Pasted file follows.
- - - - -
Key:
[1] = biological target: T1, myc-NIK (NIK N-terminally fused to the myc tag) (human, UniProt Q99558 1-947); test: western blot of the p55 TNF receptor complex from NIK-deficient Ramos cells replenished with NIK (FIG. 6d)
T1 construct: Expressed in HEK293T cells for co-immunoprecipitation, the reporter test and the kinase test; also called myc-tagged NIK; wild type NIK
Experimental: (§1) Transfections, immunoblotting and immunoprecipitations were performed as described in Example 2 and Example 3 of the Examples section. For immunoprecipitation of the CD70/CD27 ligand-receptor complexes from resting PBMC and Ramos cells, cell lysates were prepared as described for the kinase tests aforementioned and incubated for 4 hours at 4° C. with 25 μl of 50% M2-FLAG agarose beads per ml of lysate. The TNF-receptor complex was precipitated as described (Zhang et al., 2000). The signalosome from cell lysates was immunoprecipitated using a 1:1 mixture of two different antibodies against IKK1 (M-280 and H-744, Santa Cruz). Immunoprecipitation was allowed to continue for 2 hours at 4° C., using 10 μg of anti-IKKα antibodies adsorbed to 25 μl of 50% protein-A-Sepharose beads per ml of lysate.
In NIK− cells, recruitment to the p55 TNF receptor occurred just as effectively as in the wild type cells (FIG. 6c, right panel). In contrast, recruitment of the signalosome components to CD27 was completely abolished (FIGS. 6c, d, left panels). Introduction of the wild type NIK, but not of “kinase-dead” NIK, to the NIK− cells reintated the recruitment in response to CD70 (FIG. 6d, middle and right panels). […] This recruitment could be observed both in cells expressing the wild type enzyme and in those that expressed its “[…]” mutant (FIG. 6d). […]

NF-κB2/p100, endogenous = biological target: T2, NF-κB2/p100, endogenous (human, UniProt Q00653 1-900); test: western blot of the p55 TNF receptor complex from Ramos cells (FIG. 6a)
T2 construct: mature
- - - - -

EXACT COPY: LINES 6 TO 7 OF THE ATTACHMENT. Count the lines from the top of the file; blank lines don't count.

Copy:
NF-κB2/p100, endogenous = biological target: T2, NF-κB2/p100, endogenous (human, UniProt Q00653 1-900); test: western blot of the p55 TNF receptor complex from Ramos cells (FIG. 6a)
T2 construct: mature